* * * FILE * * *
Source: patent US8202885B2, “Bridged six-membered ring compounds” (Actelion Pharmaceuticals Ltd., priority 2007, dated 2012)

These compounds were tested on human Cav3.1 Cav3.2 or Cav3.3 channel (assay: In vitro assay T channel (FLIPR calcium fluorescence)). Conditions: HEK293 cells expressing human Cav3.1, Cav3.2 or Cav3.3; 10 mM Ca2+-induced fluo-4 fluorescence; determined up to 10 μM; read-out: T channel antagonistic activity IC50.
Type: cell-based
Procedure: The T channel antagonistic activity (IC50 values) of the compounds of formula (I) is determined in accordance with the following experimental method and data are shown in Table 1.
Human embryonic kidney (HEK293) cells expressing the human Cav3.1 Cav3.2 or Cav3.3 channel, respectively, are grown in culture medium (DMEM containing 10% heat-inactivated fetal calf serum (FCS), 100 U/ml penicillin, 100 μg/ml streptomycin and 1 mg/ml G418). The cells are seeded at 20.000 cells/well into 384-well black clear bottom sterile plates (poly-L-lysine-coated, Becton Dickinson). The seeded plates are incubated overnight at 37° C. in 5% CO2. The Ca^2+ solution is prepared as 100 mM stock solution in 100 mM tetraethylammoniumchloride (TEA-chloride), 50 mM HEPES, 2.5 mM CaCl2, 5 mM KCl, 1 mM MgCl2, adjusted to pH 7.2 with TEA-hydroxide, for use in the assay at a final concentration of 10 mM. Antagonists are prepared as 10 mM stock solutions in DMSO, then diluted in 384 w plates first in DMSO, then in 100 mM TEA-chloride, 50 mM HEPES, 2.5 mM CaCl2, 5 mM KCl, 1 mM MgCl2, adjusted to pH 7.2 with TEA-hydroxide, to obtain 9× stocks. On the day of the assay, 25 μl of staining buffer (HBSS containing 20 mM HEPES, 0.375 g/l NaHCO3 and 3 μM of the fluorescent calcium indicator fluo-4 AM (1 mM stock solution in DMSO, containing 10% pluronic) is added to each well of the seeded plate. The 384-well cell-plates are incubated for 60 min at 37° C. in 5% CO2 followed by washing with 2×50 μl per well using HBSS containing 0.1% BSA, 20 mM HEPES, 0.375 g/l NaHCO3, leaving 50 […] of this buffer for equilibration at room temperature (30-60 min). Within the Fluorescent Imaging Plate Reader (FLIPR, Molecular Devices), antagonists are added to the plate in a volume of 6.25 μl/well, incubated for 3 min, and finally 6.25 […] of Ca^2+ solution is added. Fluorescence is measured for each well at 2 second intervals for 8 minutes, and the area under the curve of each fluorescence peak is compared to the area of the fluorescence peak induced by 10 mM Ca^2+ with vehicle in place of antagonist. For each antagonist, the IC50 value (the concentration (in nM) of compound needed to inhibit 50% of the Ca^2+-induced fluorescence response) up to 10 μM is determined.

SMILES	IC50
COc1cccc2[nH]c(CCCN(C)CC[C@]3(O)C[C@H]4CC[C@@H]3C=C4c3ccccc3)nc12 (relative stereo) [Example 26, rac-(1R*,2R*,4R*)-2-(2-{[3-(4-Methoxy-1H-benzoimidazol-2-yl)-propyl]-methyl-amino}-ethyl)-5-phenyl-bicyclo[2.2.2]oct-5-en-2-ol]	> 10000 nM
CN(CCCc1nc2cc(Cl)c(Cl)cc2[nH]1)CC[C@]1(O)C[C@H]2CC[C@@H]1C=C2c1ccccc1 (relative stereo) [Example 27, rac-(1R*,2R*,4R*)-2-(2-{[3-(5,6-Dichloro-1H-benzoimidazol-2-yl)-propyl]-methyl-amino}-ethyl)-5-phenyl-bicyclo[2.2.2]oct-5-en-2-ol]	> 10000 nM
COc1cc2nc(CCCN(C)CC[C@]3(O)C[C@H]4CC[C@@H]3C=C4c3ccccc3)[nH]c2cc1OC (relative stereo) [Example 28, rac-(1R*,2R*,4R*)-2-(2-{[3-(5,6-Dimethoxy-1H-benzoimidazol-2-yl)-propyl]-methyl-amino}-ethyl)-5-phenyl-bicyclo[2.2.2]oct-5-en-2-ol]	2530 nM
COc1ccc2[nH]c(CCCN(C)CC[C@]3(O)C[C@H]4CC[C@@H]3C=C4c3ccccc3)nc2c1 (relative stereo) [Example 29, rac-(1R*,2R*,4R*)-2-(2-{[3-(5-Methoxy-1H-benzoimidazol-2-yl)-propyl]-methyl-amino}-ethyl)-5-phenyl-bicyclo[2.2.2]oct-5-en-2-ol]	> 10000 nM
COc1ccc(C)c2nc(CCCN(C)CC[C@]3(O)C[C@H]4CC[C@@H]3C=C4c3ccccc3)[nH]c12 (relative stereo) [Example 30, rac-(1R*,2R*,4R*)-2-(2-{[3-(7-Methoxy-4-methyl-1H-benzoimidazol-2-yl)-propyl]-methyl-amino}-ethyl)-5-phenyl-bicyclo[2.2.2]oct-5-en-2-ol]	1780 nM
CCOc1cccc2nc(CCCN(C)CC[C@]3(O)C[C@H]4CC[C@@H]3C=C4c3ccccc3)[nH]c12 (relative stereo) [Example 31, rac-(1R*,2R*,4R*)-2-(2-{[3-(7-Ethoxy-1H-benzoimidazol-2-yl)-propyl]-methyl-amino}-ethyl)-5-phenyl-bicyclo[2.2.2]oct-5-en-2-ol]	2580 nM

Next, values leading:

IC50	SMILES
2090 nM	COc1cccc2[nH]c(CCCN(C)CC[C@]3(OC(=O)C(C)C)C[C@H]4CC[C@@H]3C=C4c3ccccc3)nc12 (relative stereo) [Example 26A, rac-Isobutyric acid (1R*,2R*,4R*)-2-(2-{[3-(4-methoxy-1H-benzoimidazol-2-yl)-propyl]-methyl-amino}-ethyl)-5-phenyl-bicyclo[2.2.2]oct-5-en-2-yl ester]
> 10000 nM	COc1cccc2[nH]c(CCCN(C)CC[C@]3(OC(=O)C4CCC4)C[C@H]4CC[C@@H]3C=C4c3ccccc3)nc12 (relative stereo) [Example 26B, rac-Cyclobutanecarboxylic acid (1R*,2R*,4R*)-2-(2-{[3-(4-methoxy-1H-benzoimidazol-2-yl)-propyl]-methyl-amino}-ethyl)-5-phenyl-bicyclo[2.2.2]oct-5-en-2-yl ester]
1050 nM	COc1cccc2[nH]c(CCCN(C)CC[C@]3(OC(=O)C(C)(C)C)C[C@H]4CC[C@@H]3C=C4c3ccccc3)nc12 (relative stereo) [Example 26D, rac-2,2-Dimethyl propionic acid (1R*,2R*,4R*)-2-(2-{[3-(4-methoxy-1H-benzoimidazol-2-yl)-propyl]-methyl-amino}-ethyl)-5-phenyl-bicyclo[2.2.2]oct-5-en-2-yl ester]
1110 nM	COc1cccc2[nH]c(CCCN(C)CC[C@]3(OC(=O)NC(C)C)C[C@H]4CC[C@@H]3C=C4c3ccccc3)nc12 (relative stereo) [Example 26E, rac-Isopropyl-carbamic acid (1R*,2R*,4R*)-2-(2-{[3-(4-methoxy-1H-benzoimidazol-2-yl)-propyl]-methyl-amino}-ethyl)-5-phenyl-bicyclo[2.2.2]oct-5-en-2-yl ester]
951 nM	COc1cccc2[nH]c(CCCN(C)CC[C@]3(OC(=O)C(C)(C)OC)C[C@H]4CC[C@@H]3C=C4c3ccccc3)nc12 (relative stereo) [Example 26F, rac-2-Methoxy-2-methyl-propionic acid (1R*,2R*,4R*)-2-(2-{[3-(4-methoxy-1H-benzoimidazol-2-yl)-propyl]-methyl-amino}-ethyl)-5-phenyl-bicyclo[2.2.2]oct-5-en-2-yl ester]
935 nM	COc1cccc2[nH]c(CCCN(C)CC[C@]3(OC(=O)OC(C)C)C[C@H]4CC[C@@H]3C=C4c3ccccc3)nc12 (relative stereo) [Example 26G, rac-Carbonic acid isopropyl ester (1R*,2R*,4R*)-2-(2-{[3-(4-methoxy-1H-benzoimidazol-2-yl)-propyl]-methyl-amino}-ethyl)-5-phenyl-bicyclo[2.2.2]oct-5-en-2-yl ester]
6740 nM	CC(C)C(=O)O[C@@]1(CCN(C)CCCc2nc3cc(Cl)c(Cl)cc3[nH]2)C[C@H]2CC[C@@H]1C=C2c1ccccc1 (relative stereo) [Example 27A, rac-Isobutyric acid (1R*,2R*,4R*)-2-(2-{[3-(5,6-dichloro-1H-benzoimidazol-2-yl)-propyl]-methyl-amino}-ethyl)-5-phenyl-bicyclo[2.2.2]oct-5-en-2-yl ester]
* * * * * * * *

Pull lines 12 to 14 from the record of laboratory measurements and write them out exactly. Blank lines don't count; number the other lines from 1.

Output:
CCOc1cccc2nc(CCCN(C)CC[C@]3(O)C[C@H]4CC[C@@H]3C=C4c3ccccc3)[nH]c12 (relative stereo) [Example 31, rac-(1R*,2R*,4R*)-2-(2-{[3-(7-Ethoxy-1H-benzoimidazol-2-yl)-propyl]-methyl-amino}-ethyl)-5-phenyl-bicyclo[2.2.2]oct-5-en-2-ol]	2580 nM

Next, values leading:

IC50	SMILES